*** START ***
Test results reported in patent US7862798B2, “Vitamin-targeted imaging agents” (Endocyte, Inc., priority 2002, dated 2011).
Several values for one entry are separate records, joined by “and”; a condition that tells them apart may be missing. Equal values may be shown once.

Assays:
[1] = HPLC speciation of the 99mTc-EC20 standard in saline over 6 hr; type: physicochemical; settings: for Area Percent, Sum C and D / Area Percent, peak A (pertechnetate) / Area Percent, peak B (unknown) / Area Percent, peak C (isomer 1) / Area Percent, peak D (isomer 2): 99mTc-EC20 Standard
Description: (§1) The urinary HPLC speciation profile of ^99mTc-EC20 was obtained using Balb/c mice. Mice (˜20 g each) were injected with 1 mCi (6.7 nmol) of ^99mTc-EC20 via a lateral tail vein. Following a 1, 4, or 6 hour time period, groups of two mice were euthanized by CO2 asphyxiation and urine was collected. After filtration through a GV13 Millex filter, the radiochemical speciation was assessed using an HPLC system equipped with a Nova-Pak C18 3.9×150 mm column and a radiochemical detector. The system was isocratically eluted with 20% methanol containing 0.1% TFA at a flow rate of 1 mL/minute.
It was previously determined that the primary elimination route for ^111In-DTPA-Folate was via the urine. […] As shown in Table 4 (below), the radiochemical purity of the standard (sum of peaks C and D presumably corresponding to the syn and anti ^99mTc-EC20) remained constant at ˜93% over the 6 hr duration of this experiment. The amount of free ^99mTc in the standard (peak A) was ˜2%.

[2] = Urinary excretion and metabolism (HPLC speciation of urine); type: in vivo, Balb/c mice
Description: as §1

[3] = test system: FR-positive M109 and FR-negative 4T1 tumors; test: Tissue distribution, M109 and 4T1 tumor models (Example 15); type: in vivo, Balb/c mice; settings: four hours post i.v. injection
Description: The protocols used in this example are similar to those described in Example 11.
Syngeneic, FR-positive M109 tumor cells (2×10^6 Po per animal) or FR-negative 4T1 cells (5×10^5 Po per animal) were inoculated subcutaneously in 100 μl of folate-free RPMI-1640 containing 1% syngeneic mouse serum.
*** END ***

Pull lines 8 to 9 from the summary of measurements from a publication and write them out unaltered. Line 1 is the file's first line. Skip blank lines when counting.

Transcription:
Description: as §1

[3] = test system: FR-positive M109 and FR-negative 4T1 tumors; test: Tissue distribution, M109 and 4T1 tumor models (Example 15); type: in vivo, Balb/c mice; settings: four hours post i.v. injection